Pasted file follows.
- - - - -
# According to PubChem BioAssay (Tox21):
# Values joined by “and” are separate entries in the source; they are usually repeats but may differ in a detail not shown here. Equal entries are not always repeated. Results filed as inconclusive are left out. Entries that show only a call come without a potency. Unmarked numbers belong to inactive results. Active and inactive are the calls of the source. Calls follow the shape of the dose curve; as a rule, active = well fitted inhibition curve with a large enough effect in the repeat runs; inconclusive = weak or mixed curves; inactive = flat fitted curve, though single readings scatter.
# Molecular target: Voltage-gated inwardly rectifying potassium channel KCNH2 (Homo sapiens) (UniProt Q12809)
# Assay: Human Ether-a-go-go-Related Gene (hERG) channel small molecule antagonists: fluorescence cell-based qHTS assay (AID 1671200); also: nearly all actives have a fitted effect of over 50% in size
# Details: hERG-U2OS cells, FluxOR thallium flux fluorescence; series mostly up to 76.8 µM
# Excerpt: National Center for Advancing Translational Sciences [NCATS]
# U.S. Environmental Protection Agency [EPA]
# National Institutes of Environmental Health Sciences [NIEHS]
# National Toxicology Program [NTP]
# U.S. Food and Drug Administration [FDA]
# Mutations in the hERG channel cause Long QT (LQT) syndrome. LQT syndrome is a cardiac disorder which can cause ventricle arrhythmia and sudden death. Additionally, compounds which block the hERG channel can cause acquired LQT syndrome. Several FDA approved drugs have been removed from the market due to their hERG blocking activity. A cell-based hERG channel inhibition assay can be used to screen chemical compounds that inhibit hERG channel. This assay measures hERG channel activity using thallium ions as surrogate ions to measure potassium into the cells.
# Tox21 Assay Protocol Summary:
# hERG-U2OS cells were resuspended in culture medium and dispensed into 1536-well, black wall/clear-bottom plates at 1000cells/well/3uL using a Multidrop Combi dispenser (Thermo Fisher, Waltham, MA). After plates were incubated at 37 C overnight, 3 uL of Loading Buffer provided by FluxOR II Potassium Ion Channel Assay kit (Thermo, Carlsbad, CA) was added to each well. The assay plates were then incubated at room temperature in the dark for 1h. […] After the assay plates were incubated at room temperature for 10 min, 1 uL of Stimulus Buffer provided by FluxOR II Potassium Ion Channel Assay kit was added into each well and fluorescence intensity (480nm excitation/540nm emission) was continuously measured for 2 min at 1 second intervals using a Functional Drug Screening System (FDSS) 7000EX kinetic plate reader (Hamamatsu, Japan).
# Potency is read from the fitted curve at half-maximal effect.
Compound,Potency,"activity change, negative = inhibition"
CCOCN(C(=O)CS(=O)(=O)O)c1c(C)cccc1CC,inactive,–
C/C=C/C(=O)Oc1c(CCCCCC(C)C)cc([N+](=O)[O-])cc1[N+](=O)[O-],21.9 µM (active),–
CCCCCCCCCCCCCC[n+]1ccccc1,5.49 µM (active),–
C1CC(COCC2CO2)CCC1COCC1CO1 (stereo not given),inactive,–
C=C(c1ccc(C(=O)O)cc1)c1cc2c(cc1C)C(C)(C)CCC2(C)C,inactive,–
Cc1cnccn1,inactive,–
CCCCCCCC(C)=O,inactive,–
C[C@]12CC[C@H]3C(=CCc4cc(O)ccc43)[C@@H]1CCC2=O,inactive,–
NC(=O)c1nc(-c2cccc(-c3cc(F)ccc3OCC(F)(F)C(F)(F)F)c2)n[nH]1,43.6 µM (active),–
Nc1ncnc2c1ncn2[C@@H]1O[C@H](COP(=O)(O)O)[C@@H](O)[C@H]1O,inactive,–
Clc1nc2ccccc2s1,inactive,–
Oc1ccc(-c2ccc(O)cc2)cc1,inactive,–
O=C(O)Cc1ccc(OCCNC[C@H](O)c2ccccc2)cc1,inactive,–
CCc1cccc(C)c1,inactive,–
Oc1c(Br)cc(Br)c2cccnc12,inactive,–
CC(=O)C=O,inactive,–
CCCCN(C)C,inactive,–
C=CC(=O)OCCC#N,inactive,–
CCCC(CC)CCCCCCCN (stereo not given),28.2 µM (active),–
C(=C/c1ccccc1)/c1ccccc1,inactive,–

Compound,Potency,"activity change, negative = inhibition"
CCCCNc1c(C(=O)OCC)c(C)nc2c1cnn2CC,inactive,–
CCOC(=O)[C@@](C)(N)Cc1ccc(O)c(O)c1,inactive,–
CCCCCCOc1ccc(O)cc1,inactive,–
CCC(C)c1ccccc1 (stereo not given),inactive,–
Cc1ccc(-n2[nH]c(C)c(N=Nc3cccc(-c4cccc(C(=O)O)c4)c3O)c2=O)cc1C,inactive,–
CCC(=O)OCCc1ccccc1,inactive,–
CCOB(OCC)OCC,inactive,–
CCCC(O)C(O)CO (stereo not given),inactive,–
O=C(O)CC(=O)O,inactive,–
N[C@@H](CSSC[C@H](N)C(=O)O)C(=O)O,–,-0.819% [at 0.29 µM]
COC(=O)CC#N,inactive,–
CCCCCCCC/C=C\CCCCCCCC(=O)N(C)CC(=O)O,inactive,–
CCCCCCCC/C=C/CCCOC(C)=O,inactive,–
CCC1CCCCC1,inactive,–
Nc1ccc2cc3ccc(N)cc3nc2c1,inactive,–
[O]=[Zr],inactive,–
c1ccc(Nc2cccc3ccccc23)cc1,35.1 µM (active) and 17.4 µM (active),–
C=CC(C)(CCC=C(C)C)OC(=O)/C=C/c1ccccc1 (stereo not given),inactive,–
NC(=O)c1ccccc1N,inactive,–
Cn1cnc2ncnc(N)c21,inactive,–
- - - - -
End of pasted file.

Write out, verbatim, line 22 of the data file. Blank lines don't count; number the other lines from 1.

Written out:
CCCCCCCC(C)=O,inactive,–